A Historical Look At Health Refom
Several news organizations offered historical looks at health reform and explainers on specific proposals.
"President Barack Obama's campaign for a health care overhaul is an intense installment in a long-running story, dating to Theodore Roosevelt in 1912," The Associated Press reports. Roosevelt's efforts were not successful, and since then, "the basic issue, affordable health care for all Americans, has not changed. But possible solutions have not evolved either, in part because new proposals seldom build on old ones. Obama's broad, leave-the-details-to-Congress proposal has little in common with the 1,300-page measure President Bill Clinton couldn't even get to a vote in a Democratic Senate in 1993." Presidents Franklin D. Roosevelt, Dwight D. Eisenhower and John F. Kennedy also failed to enact the health care changes they had proposed. "Lyndon B. Johnson did, but even with his legendary legislative skills and the overwhelming Democratic majorities in Congress after the 1964 elections, it took more than a year of hard, sometimes arm-bending persuasion to get Medicare enacted" (Mears, 8/12).
NPR reports that lawmakers "might want to think back to a time when Congress attempted a massive bill affecting every American and every special interest group - much as health care legislation is doing now." In 1986, after "many months and furious negotiations," Congress passed a tax restructuring. "'Congress, which usually does only two things well - overreact and nothing - can actually pull itself together and write remarkable legislation that will deal with issues,' says Jeffrey Birnbaum, who covered the tax fight for The Wall Street Journal. 'It did in '86 and it could very well [do it again] on health care reform, despite the many doubters, but it would take an extraordinary confluence of events and personalities for something like that to happen again'" (Wertheimer, 8/11).
In a separate story, NPR assesses whether insurance exchanges would help cut health costs. "The insurance exchange would operate much like a stock exchange, but instead of stocks, shoppers can purchase different health insurance plans. The idea is that those who don't like their insurance, or don't have any at all, can go to the exchange and choose from a variety of different health insurance providers, big and small. For those Americans who like the insurance they have, President Obama has said they can keep their plan." A public plan could keep costs down, but one possible risk is that "the number of individuals and small businesses that qualify for the exchange may be too small, and there might not be enough volume to create competition. Or, conversely, if it turns out that too many people sign up only when they get sick, or sign up for a few months at a time then drop their policy, companies won't be able to break even. In that case, the exchange won't save anyone any money at all" (Neel, 8/12).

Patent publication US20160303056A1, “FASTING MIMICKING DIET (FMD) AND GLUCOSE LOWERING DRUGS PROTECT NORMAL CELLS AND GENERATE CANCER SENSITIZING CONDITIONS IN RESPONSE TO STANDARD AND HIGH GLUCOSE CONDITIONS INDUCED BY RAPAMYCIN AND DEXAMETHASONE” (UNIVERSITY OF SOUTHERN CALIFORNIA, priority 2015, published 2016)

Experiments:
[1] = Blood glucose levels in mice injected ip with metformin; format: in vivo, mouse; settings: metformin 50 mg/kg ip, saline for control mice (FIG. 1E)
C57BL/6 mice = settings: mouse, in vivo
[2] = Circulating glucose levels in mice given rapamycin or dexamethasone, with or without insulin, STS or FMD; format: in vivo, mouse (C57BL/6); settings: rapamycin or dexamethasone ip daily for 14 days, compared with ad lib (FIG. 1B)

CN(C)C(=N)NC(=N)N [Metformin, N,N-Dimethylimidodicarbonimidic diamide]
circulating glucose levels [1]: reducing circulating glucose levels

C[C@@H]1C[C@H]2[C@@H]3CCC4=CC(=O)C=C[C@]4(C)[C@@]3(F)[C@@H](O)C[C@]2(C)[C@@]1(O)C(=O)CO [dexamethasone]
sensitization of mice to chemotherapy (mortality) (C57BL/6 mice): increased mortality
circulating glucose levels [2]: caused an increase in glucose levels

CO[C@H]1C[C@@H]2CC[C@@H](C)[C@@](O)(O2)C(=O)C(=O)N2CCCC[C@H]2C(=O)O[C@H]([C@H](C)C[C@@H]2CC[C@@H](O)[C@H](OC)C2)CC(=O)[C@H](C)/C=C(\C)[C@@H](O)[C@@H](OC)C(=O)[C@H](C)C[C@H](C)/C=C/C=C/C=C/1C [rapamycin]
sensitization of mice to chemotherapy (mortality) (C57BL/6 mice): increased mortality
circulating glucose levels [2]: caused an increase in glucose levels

Reuters reports on a proposal for health care cooperatives. "The government would offer start-up money -- Conrad said $6 billion would be needed -- in loans and grants to help doctors, hospitals, businesses and other groups form nonprofit cooperative networks to obtain and provide healthcare. Co-op membership would be offered through state insurance exchanges where small businesses and individuals without employer-sponsored plans would shop for health coverage. The co-ops would function as a mutual insurance company where policyholders would have some ownership rights. Conrad said co-ops could quickly bring health insurance to some 12 million people, which would make this the third-largest insurer in the country" (8/11).